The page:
I don’t miss the Mt Diablo area one bit and am glad I got out of there 17 years ago.

It’s not that they’re more anti-bicycle here, but you’re riding in a very NIMBY neighborhood where they don’t like any strangers.

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Hi Rick,

“Nimby” that’s a slang I’m not familiar with … assume it means “posh” or is it more “righteous” or a bit of both? Having owned several homes in HOA environments around the SF/BayArea, I tend to agree that it only takes one or two members on the board to go a little extreme in their vision of a perfect world and trigger conflict (been thru that before with multiple lawsuits and getting certain board members voted OFF, nightmare).

For example our last home in CA we were backed up against open space, but had a “fire road” behind our house which people frequently used for walking/biking and it didn’t bother us at all even though clearly marked signs of fire road no access except for emergency vehicles. 14 years in that house and no crime at all. If these particular “Private Road” area is very concerned about “access/crime”, why haven’t their HOA simply added an electric gate with openers for the residents? Cheap and easy solution. They are trying to sell homes in that small area for around $700K so pretty sure they can afford to erect fence/gate. Some of the areas I lived in (650K-1.1M homes) our HOA fees were $400-$900/mo, landscaping and water was the big ticket item.

Can you fill me in? I don’t know what you mean by “paper street trails”?

I think my point is I just don’t get the hostility towards bicyclist? What is it we’re doing that is somehow impacting their lives?

I do not understand what this means? “carries some baggage” … can you clarify?

There are signs “Private Road” but like I said I just turned around so I could stop and wait for my wife to catch up … apparently that upset this particular home owner … to the point where he felt the path edge ended and came to me to ensure I was “on the path” (fortunately no physical contact but it was a tense moment). Does the private road section start exactly at the sign? If so, then he had NO rights of claim because I rested at a point that was between the two private road signs on either side of the path.

I DO miss Mt. Diablo bike ride from the Walnut Creek side, great climb, and no traffic during the week (avoided weekends) … but it was where I got hit by a car. As far as the cost of living and traffic for the SF/BayArea, that I do NOT miss.

I’ve looked into other roads like NW Springville Rd. and NW Skyline Blvd but those roads are far too busy and narrow for biking safely. But I welcome any suggestion for good long safe bike routes/loops out from the Bethany area (NW Laidlaw Rd.)?

Cheers, Rob.

Riding a bike is widely viewed as some kind of statement – specifically an anti-car one. Makes people less prone to work with you.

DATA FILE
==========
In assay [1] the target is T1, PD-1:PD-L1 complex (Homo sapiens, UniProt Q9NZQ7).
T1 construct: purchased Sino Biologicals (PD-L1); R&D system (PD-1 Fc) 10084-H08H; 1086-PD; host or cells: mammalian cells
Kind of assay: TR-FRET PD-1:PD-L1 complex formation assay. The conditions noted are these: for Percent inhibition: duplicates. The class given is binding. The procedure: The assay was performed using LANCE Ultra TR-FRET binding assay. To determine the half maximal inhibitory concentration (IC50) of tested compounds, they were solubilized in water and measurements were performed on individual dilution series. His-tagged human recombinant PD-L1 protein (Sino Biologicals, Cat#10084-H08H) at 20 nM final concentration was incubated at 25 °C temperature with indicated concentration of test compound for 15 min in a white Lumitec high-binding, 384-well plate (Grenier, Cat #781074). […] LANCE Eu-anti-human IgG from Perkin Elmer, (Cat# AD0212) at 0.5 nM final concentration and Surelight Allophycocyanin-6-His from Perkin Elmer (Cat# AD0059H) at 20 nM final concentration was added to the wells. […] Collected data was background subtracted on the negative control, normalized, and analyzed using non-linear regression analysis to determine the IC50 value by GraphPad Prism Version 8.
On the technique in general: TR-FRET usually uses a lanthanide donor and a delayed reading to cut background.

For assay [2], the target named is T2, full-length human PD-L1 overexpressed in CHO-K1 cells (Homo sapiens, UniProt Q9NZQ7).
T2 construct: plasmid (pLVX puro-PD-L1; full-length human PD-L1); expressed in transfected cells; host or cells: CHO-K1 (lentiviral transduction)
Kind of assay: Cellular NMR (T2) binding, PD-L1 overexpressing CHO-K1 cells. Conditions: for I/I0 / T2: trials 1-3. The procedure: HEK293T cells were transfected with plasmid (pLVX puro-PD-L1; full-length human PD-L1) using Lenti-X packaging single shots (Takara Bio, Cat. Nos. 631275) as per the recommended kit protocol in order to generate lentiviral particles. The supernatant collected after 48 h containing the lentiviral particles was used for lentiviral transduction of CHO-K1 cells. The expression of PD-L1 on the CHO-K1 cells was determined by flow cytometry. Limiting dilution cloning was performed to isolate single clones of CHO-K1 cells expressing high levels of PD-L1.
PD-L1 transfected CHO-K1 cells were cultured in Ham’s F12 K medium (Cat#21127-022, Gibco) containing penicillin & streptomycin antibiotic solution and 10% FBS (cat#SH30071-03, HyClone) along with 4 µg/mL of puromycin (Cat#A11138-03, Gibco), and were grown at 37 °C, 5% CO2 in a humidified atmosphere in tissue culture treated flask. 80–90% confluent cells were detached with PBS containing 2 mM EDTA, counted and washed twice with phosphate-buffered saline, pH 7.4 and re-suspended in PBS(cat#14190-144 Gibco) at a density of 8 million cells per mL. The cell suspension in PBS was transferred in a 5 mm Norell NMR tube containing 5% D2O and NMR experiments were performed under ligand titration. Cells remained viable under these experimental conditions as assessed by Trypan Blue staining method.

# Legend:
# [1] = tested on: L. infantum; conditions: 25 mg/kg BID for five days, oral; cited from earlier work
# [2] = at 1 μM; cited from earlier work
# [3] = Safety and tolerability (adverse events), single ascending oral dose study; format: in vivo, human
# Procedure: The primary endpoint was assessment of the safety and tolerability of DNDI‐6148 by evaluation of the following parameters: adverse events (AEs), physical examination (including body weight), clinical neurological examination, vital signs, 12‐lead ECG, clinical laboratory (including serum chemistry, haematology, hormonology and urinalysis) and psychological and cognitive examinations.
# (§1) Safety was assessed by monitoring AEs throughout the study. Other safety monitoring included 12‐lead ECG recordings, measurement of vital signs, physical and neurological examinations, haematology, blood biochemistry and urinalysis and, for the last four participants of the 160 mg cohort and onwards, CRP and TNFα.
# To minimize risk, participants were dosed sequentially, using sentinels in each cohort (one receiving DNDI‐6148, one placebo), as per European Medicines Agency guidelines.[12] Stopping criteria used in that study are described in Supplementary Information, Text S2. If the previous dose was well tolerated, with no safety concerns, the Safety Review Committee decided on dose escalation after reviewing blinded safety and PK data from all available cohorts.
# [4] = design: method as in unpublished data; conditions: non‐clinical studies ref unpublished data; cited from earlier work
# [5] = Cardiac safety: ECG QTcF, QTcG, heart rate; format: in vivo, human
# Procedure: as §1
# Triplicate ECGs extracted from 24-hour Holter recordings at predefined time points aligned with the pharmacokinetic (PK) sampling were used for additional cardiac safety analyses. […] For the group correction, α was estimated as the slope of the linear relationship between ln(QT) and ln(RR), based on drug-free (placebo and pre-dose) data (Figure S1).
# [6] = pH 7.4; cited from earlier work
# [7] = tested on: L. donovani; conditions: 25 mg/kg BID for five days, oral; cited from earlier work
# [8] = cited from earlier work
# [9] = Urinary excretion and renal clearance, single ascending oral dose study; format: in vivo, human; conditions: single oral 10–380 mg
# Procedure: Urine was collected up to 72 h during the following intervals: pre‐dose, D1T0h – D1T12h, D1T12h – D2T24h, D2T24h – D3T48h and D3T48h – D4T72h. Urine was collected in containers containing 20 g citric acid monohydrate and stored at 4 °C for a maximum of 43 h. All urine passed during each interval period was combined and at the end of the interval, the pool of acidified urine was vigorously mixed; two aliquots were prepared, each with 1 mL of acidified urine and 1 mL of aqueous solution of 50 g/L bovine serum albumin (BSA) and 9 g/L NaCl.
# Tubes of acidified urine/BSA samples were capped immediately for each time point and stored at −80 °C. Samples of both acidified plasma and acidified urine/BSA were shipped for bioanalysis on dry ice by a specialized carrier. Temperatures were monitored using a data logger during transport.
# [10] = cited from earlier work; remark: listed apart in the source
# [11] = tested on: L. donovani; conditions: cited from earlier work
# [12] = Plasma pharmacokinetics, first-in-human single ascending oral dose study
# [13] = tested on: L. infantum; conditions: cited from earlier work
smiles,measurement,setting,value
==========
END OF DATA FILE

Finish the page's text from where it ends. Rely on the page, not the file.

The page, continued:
NIMBY means “not in my backyard” and that has been used in many trails in and around Portland. Some trails were built but some are delayed or canned. Some neighbors freak out about the boogeyman or think the adjacent unbuilt right of way that provides for a potential rebuilt trail is actually their land.

There is a lot of car traffic on NW Union Road. However, it has access to Helvetia. The rural road of Rock Creek Road has lots of shade from trees and it connects to a more rural section of Skyline Blvd. A wider shoulder is on the way for Union:

A paper street trail is a trail where the paved or gravel street ends by development (homes and businesses) but a trail the provides access to the next street. The public, platted unbuilt right-of-way provides access. (Platted like designed somewhat). See this trail that took 13 years to get permits in southwest Portland:

https://swtrails.org/blog/2017/11/16/progress-sw-25th-trail-steps/

I honestly had no idea … we have an EV also … I guess that makes a statement? People do work in strange ways, both our bikes and EV have nothing to do with making a statement and more to do with cost, health and energy efficiency which means less money wasted less medical issues and that ultimately makes our life and future retirement plans that much better.

This is excellent news, many thanks for the link!

Cheers, Rob.

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Some neighbors freak out about the boogeyman or think the adjacent unbuilt right of way that provides for a potential rebuilt trail is actually their land.

There are legit concerns that stem from living adjacent to a public right-of-way, though, as much as some would like to claim otherwise. I live two blocks from the 205 path in SE Portland and have seen the path go from a huge neighborhood asset into something that is utterly depressing due to trash, needles and everything that comes along with allowing “camping” in a place that was never intended to shelter unhoused people. I’m sympathetic of course but feeling frustrated with the city isn’t unreasonable, either.

Given, some random tiny road in Bethany isn’t going to have those issues, and that guy sounds like a paranoid grump. That said, I’d definitely think twice about living next to any public amenity like a trail, park, etc. in the future. Sad, but I didn’t think the 205 path would ever get this bad, and same goes for any number of other natural areas in the metro area. :disappointed:

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The problem with the 205 freeway path goes back to bulldozing neighborhoods in the first place for the sake of the freeway industrial complex. The 205 path is a built path by a freeway and not like the platted, unbuilt right-of-way paths that are around the Portland metro area. Many of those paths and potential ones were platted before the freeways were built. The 205 path and Springwater trail have issues that Portland needs to solve. The Fanno Creek Trail has been vastly improved over the past two decades but it has a long way to go.

That’s sort of another whole can of worms, but I’d rather have a 205 path than no path at all.